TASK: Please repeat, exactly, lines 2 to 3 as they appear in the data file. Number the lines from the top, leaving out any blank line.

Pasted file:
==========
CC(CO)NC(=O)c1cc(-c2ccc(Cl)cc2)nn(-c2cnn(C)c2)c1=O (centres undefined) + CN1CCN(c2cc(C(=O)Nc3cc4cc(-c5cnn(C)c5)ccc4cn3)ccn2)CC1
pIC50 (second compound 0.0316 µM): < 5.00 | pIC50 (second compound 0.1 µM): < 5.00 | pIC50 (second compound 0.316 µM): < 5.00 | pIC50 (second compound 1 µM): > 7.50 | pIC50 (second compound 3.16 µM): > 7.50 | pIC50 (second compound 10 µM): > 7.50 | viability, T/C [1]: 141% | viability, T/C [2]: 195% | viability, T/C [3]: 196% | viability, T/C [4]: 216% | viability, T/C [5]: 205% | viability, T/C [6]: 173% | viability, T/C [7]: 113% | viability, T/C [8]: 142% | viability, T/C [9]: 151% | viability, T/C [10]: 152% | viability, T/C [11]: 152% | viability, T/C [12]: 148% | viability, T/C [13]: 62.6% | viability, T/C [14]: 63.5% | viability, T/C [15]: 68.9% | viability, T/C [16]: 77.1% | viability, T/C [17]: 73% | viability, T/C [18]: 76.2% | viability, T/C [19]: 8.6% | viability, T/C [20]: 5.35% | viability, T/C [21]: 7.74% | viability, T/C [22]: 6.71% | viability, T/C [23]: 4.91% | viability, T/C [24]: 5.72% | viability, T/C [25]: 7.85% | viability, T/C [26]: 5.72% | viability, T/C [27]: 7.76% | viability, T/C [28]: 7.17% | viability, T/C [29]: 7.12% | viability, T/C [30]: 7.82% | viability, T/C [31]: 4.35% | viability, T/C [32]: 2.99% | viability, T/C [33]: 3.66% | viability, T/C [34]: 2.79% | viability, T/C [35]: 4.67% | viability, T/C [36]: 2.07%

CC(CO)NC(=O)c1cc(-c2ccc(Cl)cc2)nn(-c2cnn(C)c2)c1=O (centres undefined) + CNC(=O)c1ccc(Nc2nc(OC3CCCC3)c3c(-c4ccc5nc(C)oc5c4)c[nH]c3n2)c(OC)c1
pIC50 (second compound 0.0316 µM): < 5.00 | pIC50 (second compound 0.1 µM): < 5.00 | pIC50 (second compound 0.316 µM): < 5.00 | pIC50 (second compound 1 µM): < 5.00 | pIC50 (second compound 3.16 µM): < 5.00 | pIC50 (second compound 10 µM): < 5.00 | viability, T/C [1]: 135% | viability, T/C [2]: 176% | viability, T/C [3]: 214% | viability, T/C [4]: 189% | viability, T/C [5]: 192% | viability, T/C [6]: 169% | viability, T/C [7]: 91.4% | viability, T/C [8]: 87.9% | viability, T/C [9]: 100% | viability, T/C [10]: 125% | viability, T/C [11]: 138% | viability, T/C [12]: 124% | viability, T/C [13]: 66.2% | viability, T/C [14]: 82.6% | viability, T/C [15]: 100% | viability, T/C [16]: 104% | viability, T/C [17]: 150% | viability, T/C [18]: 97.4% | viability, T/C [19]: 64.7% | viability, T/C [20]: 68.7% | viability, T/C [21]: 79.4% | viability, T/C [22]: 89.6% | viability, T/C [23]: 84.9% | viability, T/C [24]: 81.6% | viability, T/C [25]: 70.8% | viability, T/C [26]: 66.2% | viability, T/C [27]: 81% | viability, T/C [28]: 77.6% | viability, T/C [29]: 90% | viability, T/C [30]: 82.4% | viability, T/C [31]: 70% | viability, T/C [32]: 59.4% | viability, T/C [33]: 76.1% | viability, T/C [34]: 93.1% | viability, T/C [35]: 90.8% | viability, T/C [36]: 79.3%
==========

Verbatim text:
pIC50 (second compound 0.0316 µM): < 5.00 | pIC50 (second compound 0.1 µM): < 5.00 | pIC50 (second compound 0.316 µM): < 5.00 | pIC50 (second compound 1 µM): > 7.50 | pIC50 (second compound 3.16 µM): > 7.50 | pIC50 (second compound 10 µM): > 7.50 | viability, T/C [1]: 141% | viability, T/C [2]: 195% | viability, T/C [3]: 196% | viability, T/C [4]: 216% | viability, T/C [5]: 205% | viability, T/C [6]: 173% | viability, T/C [7]: 113% | viability, T/C [8]: 142% | viability, T/C [9]: 151% | viability, T/C [10]: 152% | viability, T/C [11]: 152% | viability, T/C [12]: 148% | viability, T/C [13]: 62.6% | viability, T/C [14]: 63.5% | viability, T/C [15]: 68.9% | viability, T/C [16]: 77.1% | viability, T/C [17]: 73% | viability, T/C [18]: 76.2% | viability, T/C [19]: 8.6% | viability, T/C [20]: 5.35% | viability, T/C [21]: 7.74% | viability, T/C [22]: 6.71% | viability, T/C [23]: 4.91% | viability, T/C [24]: 5.72% | viability, T/C [25]: 7.85% | viability, T/C [26]: 5.72% | viability, T/C [27]: 7.76% | viability, T/C [28]: 7.17% | viability, T/C [29]: 7.12% | viability, T/C [30]: 7.82% | viability, T/C [31]: 4.35% | viability, T/C [32]: 2.99% | viability, T/C [33]: 3.66% | viability, T/C [34]: 2.79% | viability, T/C [35]: 4.67% | viability, T/C [36]: 2.07%

CC(CO)NC(=O)c1cc(-c2ccc(Cl)cc2)nn(-c2cnn(C)c2)c1=O (centres undefined) + CNC(=O)c1ccc(Nc2nc(OC3CCCC3)c3c(-c4ccc5nc(C)oc5c4)c[nH]c3n2)c(OC)c1